The Customer is King: Why the CMO Must Become the Customer Expert

M&T Bank's Francesco Lagutaine says the modern CMO must become the customer expert in their organization. That means truly listening to customers, simplifying experiences, and consistently representing the customer voice in the C-suite. Lagutaine also shares lessons from his experience driving marketing innovation in Asia.

The podcast: Why the Role of the Marketer is that of the Customer Expert

Source: Vya Marketing

Why we picked it: Perhaps the most valuable mentors industry experts can look to are their peers  — particularly the ones at the top of their game. The Financial Brand team found this podcast from Vya Marketing, a marketing technology company based in Ohio, and thought it had plenty of nuggets of wisdom that marketers from both large and small firms could learn from.

The role of the CMO is transforming. No longer just the steward of advertising campaigns and brand messaging, today’s CMO must become the customer expert and champion within their organization.

Someone who has lived this evolution is Francesco Lagutaine, chief marketing and communications officer at M&T Bank.

(6/28/24 Editor’s Note: Lagutaine is now the chief marketing officer at USAA. At the time the podcast was published, he was the CMO at M&T.)

Having worked across the world from Europe to Asia to the U.S., and across industries from advertising to financial services, Lagutaine brings a wealth of insight on modern marketing. In his interview with Vya Marketing, he shares his perspective on why listening to customers, simplifying experiences and building the right teams and structures are critical for marketers to drive growth.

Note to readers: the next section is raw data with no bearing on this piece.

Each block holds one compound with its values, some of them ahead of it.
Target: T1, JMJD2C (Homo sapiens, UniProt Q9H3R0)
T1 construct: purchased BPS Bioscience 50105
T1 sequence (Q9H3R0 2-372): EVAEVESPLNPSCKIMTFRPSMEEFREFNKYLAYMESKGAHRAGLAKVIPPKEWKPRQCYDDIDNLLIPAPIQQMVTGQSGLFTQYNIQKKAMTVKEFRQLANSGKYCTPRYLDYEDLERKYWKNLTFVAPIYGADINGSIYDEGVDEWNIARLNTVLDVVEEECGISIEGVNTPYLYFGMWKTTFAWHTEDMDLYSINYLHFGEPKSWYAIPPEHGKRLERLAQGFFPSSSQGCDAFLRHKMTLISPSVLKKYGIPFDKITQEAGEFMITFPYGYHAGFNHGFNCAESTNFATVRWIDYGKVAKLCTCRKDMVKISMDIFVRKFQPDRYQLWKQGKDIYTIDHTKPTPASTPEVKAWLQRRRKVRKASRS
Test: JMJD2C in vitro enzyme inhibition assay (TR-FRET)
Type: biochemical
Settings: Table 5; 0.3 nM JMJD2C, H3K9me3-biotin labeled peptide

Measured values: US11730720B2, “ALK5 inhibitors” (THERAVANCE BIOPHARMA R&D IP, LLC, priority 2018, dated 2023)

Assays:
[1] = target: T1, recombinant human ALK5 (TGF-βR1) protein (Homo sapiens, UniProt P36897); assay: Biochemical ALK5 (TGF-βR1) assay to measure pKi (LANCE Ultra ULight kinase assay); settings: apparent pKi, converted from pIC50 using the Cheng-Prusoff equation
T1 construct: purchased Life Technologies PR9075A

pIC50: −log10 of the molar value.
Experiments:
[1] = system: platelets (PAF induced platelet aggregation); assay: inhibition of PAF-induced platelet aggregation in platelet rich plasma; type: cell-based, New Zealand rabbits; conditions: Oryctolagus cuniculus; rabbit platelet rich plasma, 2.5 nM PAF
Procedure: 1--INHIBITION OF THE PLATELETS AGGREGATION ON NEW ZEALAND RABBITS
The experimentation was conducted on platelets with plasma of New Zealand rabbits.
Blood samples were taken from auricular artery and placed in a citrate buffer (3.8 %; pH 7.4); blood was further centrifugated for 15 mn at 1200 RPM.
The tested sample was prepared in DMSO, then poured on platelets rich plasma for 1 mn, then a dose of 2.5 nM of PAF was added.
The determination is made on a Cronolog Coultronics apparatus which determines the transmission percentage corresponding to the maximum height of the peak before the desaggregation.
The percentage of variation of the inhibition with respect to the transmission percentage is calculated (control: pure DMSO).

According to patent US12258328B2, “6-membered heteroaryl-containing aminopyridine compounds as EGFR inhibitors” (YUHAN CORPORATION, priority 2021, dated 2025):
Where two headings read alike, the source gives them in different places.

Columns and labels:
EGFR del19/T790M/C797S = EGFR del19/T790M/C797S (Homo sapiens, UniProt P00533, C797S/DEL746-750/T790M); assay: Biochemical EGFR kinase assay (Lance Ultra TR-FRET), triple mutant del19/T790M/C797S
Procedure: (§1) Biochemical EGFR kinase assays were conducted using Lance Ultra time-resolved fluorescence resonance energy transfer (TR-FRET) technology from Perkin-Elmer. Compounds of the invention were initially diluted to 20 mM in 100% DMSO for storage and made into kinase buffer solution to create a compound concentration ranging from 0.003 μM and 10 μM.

Key Takeaways:

  • Listening to customers with empathy is the foundation of effective marketing. It’s not just about collecting data, but having an attitude of truly wanting to understand customer needs.
  • Simplicity is key. Customers respond best when you provide exactly what they need, without overcomplicating things. To illustrate his point, Lagutaine gives the example of innovations like digital signatures and appointment setting that removed friction for M&T Bank customers during the pandemic.
  • Asia is a hotbed of marketing innovation, thanks to its growth mindset, agility and leaner teams. Lagutaine spent a decade leading marketing in the APAC region and brought back valuable lessons on moving fast, taking smart risks and connecting the dots across the organization.
  • To deliver sustainable impact, marketing capabilities need to be approached with more discipline and consistency, not as shiny objects that change focus every year. The CMO must have a clear remit and “a seat at the CEO’s table” to represent the customer.

Empathy and Simplicity: The Foundations of Customer-Centric Marketing

Having started his career in advertising, working with big global brands, Lagutaine was attracted to the financial industry because of the opportunity to drive change in a sector primed for fresh, customer-centric thinking. He joined Citibank just before the 2008 financial crisis, which proved to be a baptism by fire, but also a defining experience.